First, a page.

Supreme Court upholds vaccine liability shield

Manufacturers cannot be sued in state court over faulty design claims, justices rule. Plaintiffs must go through a U.S. compensation program.

By — Posted March 7, 2011

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The U.S. Supreme Court has upheld liability protections for vaccine makers, ruling that they can't be sued in state court for design-defect damages.

In its Feb. 22 opinion, the high court ruled 6-2 in favor of vaccine manufacturer Wyeth, now owned by Pfizer. The ruling said the National Childhood Vaccine Injury Act bars design-defect claims against the manufacturer. The 1986 federal law created a no-fault compensation program to shield vaccine manufacturers from excessive tort litigation and stabilize the vaccine market.

The act "reflects a sensible choice to leave complex epidemiological judgments about vaccine design to the [Food and Drug Administration] and the National Vaccine Program, rather than juries," the court said.

The parents of Hannah Bruesewitz sued Wyeth in 2005, after their claim filed through the federal compensation program was rejected. They said a dose of the diphtheria-tetanus-pertussis vaccine caused seizures and developmental delays in their daughter. Wyeth denied any wrongdoing.

"The Vaccine Act that Congress enacted nearly 25 years ago appropriately places the responsibility for determining the optimal design of life-saving childhood vaccines in the hands of expert federal agencies, not a patchwork of state tort systems," Amy Schulman, Pfizer executive vice president and general counsel, said in a statement. "We are pleased that the U.S. Supreme Court affirmed the ruling" of the appeals court, she added.

At this article's deadline, an attorney for the Bruesewitz family had not returned messages seeking comment. A spokesperson for the Pharmaceutical Research and Manufacturers of America said it was deferring comments on the case to Pfizer.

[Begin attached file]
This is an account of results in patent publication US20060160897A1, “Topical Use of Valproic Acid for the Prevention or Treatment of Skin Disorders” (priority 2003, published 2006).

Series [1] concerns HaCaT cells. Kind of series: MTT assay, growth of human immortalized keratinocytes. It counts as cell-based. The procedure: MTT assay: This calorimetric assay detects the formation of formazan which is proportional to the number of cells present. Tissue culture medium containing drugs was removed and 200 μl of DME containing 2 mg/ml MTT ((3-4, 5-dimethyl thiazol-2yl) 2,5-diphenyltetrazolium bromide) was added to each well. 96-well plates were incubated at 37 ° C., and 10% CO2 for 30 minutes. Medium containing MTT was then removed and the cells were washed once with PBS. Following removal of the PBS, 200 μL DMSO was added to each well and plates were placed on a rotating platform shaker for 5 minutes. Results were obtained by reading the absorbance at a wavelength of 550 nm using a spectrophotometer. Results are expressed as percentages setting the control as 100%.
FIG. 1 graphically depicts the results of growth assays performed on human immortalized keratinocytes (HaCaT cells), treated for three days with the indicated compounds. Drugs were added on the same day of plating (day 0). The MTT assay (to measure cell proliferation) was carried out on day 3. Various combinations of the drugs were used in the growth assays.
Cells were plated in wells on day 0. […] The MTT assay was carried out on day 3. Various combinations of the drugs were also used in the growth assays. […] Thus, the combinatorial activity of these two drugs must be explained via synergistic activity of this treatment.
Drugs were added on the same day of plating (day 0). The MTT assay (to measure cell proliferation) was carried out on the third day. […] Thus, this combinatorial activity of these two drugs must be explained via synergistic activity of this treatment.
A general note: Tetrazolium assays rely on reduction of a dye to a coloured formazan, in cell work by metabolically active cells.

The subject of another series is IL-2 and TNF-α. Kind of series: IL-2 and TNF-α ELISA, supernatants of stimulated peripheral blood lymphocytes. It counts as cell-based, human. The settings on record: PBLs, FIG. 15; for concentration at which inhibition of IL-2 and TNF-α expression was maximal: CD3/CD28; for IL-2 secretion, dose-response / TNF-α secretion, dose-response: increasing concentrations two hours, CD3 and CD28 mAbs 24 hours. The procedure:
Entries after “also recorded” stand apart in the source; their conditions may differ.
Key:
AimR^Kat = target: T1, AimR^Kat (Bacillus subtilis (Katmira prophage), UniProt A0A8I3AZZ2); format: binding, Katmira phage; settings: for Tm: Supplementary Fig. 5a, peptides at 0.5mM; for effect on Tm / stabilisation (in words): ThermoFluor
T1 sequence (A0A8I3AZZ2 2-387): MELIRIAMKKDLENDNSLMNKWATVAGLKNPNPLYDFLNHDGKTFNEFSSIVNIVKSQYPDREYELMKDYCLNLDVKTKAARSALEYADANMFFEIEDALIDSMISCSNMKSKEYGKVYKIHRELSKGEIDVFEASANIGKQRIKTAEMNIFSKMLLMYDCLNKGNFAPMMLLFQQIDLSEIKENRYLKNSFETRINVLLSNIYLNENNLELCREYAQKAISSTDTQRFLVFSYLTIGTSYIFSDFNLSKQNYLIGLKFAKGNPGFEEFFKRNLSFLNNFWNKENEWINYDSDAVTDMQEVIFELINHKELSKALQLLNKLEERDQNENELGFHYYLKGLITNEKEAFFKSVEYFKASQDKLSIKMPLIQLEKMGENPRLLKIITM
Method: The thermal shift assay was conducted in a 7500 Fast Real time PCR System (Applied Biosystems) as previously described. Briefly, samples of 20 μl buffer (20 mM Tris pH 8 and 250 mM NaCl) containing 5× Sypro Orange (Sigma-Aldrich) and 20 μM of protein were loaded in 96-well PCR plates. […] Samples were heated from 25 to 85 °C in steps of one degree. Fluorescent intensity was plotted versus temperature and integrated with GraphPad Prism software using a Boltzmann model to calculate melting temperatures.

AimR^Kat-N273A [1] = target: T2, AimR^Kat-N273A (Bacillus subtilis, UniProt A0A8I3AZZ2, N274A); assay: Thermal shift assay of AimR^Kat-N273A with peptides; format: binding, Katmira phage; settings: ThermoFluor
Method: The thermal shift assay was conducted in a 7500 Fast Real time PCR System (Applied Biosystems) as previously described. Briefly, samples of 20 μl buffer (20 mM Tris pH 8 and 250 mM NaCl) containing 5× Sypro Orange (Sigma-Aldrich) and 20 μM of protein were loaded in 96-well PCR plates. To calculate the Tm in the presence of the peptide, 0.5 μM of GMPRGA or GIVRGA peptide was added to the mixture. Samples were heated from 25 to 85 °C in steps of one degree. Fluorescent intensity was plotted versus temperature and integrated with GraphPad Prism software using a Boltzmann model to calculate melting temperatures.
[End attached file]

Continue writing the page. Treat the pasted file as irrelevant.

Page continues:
Between 1978 and the mid-1980s, product liability lawsuits against vaccine makers went from a few single cases to hundreds of actions. The massive litigation led to two of the largest domestic manufacturers going out of business. By 1984, serious vaccine shortages were overwhelming the country, court documents said.

Congress responded with the National Childhood Vaccine Injury Act. The law allows plaintiffs to file a petition for compensation in the U.S. Court of Federal Claims. Successful claimants can receive awards for medical, rehabilitation, counseling and other expenses. Vaccine-related death awards have a $250,000 cap. Compensation is paid through a fund created by a vaccine excise tax.

Many vaccine makers and health professionals feared a Supreme Court ruling for the plaintiff in the Bruesewitz case could have led to more lawsuits and vaccine shortages. In defense of the law, the American Academy of Pediatrics and 21 other health organizations, including the American Medical Association, filed a court brief in support of Wyeth/Pfizer in July 2010.

The decision "protects children by strengthening our national immunization system and ensuring that vaccines will continue to prevent the spread of infectious diseases in this country," said AAP President O. Marion Burton, MD.

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External links

Russell Bruesewitz v. Wyeth Inc., U.S. Supreme Court, Feb. 22 (link)

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